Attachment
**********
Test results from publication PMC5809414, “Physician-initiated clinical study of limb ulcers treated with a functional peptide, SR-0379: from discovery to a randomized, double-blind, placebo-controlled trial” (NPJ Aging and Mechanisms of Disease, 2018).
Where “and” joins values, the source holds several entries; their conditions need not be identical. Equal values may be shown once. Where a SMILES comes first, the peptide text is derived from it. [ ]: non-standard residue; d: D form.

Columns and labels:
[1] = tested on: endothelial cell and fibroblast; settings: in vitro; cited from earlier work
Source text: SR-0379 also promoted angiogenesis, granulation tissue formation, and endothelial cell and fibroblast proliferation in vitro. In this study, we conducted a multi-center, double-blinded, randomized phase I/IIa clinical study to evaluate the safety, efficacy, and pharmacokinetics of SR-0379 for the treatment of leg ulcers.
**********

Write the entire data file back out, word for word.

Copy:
Test results from publication PMC5809414, “Physician-initiated clinical study of limb ulcers treated with a functional peptide, SR-0379: from discovery to a randomized, double-blind, placebo-controlled trial” (NPJ Aging and Mechanisms of Disease, 2018).
Where “and” joins values, the source holds several entries; their conditions need not be identical. Equal values may be shown once. Where a SMILES comes first, the peptide text is derived from it. [ ]: non-standard residue; d: D form.

Columns and labels:
[1] = tested on: endothelial cell and fibroblast; settings: in vitro; cited from earlier work
Source text: SR-0379 also promoted angiogenesis, granulation tissue formation, and endothelial cell and fibroblast proliferation in vitro. In this study, we conducted a multi-center, double-blinded, randomized phase I/IIa clinical study to evaluate the safety, efficacy, and pharmacokinetics of SR-0379 for the treatment of leg ulcers.